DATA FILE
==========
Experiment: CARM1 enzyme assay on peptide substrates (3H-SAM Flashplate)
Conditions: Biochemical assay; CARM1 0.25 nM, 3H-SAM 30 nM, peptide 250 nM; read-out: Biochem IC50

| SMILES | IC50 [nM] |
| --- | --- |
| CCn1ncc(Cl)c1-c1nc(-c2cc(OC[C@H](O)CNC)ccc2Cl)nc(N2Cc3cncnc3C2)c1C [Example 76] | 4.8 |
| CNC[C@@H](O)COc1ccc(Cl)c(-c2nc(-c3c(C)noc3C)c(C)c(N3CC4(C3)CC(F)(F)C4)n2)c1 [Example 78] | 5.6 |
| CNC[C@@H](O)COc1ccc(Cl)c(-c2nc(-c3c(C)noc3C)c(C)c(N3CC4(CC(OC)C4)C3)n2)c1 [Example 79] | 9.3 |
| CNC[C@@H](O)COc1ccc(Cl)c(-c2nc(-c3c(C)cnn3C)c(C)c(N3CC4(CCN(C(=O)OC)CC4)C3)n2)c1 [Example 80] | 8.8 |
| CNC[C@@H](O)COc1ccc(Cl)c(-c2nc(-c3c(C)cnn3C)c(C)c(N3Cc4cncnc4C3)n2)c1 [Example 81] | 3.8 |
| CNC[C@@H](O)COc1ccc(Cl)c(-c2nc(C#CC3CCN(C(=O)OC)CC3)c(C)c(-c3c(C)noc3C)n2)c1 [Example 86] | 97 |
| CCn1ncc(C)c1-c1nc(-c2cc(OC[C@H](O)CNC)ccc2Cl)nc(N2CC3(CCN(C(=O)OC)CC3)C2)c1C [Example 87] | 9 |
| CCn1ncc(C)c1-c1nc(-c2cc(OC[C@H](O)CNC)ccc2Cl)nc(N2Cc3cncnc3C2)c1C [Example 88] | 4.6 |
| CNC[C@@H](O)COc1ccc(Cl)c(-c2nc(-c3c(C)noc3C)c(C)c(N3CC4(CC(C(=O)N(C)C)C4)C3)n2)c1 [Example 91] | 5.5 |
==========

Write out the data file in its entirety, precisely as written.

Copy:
Experiment: CARM1 enzyme assay on peptide substrates (3H-SAM Flashplate)
Conditions: Biochemical assay; CARM1 0.25 nM, 3H-SAM 30 nM, peptide 250 nM; read-out: Biochem IC50

| SMILES | IC50 [nM] |
| --- | --- |
| CCn1ncc(Cl)c1-c1nc(-c2cc(OC[C@H](O)CNC)ccc2Cl)nc(N2Cc3cncnc3C2)c1C [Example 76] | 4.8 |
| CNC[C@@H](O)COc1ccc(Cl)c(-c2nc(-c3c(C)noc3C)c(C)c(N3CC4(C3)CC(F)(F)C4)n2)c1 [Example 78] | 5.6 |
| CNC[C@@H](O)COc1ccc(Cl)c(-c2nc(-c3c(C)noc3C)c(C)c(N3CC4(CC(OC)C4)C3)n2)c1 [Example 79] | 9.3 |
| CNC[C@@H](O)COc1ccc(Cl)c(-c2nc(-c3c(C)cnn3C)c(C)c(N3CC4(CCN(C(=O)OC)CC4)C3)n2)c1 [Example 80] | 8.8 |
| CNC[C@@H](O)COc1ccc(Cl)c(-c2nc(-c3c(C)cnn3C)c(C)c(N3Cc4cncnc4C3)n2)c1 [Example 81] | 3.8 |
| CNC[C@@H](O)COc1ccc(Cl)c(-c2nc(C#CC3CCN(C(=O)OC)CC3)c(C)c(-c3c(C)noc3C)n2)c1 [Example 86] | 97 |
| CCn1ncc(C)c1-c1nc(-c2cc(OC[C@H](O)CNC)ccc2Cl)nc(N2CC3(CCN(C(=O)OC)CC3)C2)c1C [Example 87] | 9 |
| CCn1ncc(C)c1-c1nc(-c2cc(OC[C@H](O)CNC)ccc2Cl)nc(N2Cc3cncnc3C2)c1C [Example 88] | 4.6 |
| CNC[C@@H](O)COc1ccc(Cl)c(-c2nc(-c3c(C)noc3C)c(C)c(N3CC4(CC(C(=O)N(C)C)C4)C3)n2)c1 [Example 91] | 5.5 |